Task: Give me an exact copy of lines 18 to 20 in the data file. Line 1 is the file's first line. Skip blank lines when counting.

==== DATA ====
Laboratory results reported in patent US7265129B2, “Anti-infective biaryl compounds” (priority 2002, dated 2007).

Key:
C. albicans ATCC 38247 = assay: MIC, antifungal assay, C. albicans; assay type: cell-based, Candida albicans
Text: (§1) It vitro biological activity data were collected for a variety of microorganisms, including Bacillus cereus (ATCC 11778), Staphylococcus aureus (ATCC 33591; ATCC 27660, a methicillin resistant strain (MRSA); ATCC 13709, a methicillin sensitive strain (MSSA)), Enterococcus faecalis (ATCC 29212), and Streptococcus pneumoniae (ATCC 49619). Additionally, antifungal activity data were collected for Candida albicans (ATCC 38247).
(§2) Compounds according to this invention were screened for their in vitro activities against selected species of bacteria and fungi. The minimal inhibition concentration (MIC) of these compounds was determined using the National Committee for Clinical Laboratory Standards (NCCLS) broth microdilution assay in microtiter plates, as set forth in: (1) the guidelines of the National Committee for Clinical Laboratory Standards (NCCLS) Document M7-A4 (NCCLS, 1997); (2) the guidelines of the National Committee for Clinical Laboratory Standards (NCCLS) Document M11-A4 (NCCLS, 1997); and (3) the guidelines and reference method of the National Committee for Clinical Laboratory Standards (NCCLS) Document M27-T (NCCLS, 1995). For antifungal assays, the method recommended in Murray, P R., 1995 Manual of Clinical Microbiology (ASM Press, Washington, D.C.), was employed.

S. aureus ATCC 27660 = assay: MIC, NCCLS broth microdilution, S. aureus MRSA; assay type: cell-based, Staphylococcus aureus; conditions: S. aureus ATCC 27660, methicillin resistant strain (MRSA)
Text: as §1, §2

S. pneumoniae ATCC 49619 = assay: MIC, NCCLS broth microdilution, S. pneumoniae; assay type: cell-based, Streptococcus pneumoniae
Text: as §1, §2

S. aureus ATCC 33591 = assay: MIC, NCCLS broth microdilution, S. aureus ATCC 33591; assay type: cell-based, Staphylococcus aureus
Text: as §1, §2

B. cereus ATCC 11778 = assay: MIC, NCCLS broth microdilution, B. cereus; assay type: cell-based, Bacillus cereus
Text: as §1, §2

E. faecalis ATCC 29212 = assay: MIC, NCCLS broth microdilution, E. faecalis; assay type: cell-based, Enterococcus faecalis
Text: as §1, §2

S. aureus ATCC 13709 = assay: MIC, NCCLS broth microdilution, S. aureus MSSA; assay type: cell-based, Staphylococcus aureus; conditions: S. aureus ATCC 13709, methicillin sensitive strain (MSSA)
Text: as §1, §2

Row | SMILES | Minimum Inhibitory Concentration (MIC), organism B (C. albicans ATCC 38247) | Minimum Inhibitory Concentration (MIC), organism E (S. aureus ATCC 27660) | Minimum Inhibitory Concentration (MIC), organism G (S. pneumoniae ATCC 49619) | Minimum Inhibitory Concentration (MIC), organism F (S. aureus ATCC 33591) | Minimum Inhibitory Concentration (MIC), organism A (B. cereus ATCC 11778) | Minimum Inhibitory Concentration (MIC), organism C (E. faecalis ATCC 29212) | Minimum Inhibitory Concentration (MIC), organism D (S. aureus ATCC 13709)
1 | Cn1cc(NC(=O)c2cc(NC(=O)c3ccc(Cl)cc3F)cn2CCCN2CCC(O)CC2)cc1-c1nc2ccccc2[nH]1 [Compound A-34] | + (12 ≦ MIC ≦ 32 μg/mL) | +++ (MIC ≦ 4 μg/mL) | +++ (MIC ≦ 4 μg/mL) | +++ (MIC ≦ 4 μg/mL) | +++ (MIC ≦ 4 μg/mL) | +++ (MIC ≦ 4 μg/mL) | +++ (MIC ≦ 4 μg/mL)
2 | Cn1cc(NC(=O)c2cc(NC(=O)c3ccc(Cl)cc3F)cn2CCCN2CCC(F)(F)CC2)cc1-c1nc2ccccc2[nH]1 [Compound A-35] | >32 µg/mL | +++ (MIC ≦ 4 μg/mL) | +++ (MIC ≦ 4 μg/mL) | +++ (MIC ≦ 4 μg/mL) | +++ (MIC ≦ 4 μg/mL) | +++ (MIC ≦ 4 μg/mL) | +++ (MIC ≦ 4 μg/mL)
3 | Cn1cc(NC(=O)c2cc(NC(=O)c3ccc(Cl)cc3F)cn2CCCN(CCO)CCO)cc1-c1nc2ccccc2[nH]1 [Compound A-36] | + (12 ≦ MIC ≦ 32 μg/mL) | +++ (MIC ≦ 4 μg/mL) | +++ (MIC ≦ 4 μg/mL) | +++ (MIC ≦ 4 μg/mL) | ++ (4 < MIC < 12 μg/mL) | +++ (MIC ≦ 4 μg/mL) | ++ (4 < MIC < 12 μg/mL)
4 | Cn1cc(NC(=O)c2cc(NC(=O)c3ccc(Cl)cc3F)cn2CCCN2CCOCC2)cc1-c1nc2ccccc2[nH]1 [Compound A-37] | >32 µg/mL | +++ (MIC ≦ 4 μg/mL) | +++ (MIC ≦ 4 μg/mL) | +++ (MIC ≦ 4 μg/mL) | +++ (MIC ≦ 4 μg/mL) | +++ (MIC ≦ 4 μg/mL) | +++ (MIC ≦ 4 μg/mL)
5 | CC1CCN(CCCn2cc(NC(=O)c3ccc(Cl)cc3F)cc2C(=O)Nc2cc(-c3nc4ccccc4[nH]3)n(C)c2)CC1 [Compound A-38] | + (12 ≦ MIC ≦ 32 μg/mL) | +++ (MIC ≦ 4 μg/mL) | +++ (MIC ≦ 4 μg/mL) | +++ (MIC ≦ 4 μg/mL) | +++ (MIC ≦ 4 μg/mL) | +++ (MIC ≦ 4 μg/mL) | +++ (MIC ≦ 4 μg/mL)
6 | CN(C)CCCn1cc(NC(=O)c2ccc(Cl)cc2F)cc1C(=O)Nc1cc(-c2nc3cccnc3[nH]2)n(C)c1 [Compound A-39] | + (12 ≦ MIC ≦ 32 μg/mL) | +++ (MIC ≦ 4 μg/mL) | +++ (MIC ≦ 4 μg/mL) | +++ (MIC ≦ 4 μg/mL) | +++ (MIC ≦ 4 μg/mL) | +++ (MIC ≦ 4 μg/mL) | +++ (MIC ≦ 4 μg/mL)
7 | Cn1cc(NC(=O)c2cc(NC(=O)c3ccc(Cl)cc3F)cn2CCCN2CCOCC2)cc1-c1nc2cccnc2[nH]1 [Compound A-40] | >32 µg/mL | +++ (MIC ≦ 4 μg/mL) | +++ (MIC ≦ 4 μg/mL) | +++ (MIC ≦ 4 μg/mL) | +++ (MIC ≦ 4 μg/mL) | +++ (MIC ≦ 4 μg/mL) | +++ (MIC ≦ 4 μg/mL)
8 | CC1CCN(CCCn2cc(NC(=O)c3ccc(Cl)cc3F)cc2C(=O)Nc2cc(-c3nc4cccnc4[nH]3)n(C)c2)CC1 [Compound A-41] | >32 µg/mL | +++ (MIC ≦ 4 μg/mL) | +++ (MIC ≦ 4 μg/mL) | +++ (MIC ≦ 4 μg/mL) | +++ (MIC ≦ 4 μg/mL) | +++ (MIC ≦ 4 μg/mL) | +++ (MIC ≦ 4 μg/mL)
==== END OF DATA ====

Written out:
Row | SMILES | Minimum Inhibitory Concentration (MIC), organism B (C. albicans ATCC 38247) | Minimum Inhibitory Concentration (MIC), organism E (S. aureus ATCC 27660) | Minimum Inhibitory Concentration (MIC), organism G (S. pneumoniae ATCC 49619) | Minimum Inhibitory Concentration (MIC), organism F (S. aureus ATCC 33591) | Minimum Inhibitory Concentration (MIC), organism A (B. cereus ATCC 11778) | Minimum Inhibitory Concentration (MIC), organism C (E. faecalis ATCC 29212) | Minimum Inhibitory Concentration (MIC), organism D (S. aureus ATCC 13709)
1 | Cn1cc(NC(=O)c2cc(NC(=O)c3ccc(Cl)cc3F)cn2CCCN2CCC(O)CC2)cc1-c1nc2ccccc2[nH]1 [Compound A-34] | + (12 ≦ MIC ≦ 32 μg/mL) | +++ (MIC ≦ 4 μg/mL) | +++ (MIC ≦ 4 μg/mL) | +++ (MIC ≦ 4 μg/mL) | +++ (MIC ≦ 4 μg/mL) | +++ (MIC ≦ 4 μg/mL) | +++ (MIC ≦ 4 μg/mL)
2 | Cn1cc(NC(=O)c2cc(NC(=O)c3ccc(Cl)cc3F)cn2CCCN2CCC(F)(F)CC2)cc1-c1nc2ccccc2[nH]1 [Compound A-35] | >32 µg/mL | +++ (MIC ≦ 4 μg/mL) | +++ (MIC ≦ 4 μg/mL) | +++ (MIC ≦ 4 μg/mL) | +++ (MIC ≦ 4 μg/mL) | +++ (MIC ≦ 4 μg/mL) | +++ (MIC ≦ 4 μg/mL)